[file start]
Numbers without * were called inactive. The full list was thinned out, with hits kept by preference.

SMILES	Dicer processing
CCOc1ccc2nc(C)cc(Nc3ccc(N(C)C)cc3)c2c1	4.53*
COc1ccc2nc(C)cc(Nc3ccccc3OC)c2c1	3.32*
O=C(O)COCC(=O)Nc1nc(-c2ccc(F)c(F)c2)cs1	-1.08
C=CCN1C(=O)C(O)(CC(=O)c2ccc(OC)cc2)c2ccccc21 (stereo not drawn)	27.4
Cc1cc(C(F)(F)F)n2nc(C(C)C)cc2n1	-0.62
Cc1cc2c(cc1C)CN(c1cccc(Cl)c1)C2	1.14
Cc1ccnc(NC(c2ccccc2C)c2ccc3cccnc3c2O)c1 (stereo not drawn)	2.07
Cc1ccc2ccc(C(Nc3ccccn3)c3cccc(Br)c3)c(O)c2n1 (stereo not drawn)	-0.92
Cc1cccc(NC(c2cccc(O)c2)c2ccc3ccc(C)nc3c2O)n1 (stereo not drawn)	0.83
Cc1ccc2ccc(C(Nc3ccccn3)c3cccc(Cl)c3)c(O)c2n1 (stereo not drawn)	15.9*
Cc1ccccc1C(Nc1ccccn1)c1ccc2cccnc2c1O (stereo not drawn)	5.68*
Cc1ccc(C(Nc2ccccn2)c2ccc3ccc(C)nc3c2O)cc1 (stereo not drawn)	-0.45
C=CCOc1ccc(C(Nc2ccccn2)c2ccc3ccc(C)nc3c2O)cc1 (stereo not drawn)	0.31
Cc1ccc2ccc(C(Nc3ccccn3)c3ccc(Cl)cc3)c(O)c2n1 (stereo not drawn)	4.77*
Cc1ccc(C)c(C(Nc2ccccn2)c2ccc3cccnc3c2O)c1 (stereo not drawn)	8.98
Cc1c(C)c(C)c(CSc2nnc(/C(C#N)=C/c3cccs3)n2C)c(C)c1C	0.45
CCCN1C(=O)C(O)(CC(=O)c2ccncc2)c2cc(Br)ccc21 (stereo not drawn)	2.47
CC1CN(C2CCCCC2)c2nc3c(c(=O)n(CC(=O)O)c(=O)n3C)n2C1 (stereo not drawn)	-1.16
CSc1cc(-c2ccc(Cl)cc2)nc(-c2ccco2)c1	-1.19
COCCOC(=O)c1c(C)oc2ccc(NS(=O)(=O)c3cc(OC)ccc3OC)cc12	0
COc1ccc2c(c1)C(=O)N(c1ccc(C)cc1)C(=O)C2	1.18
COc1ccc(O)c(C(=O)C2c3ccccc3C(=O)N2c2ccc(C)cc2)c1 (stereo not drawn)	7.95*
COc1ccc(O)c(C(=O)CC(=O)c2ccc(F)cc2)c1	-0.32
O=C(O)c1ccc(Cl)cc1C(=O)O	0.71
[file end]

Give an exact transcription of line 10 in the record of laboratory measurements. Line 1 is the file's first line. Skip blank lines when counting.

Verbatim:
Cc1ccc2ccc(C(Nc3ccccn3)c3cccc(Br)c3)c(O)c2n1 (stereo not drawn)	-0.92